The U.S. House of Representatives passed the Gas Price Relief for Consumers Act (H.R. 6074) this week by a vote of 324 to 84, a measure that would give the Justice Department an added tool to pursue antitrust actions against OPEC-controlled entities.
"The House (on Tuesday) with a strong bipartisan and veto-proof margin voted to hold foreign oil cartels and Big Oil accountable,” House Speaker Nancy Pelosi, D-Calif., said. “The legislation provides the Justice Department with a critical tool to pursue antitrust actions against OPEC-controlled entities for fixing prices and creates a new Justice Department Petroleum Industry Antitrust Task Force to examine anticompetitive market practices in the oil industry.”
The new measure also requires that the mergers of Big Oil companies in recent years be examined for anticompetitive effects, Pelosi said in a press release.
"Instead of using a veto threat to shield cartels and Big Oil companies from accountability, the Bush Administration should work with the Congress to protect American consumers,” Pelosi said.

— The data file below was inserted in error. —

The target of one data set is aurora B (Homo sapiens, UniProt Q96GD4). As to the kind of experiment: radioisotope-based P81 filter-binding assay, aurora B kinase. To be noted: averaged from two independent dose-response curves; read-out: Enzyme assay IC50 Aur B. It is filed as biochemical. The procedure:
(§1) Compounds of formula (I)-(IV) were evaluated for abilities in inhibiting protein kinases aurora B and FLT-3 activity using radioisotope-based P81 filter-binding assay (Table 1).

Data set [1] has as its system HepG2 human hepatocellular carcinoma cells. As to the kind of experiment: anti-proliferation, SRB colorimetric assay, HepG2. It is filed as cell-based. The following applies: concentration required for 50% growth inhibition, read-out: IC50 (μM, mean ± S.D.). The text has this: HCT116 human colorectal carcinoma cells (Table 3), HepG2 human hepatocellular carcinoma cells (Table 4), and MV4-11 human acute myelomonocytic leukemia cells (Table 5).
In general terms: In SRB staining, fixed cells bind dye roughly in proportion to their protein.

House Republican Whip Roy Blunt, R-Mo., said the move by his political counterparts in the House was largely “theatrical” rather than “substantive.”
"As oil approaches an unheard of $130 a barrel and gasoline continues its steady march toward $4 a gallon, American energy consumers are rightly demanding this Congress produce a genuine, ‘commonsense’ energy plan – one that brings down prices in the short-term, and addresses our dangerous dependence on foreign energy sources in the long-term,” Blunt said. “Unfortunately, with only days before Congress breaks for Memorial Day recess, what we saw on the floor today was more theatrical in nature than substantive in one.”
Blunt said the best way to lower prices is to produce more oil and refine more gasoline in the U.S.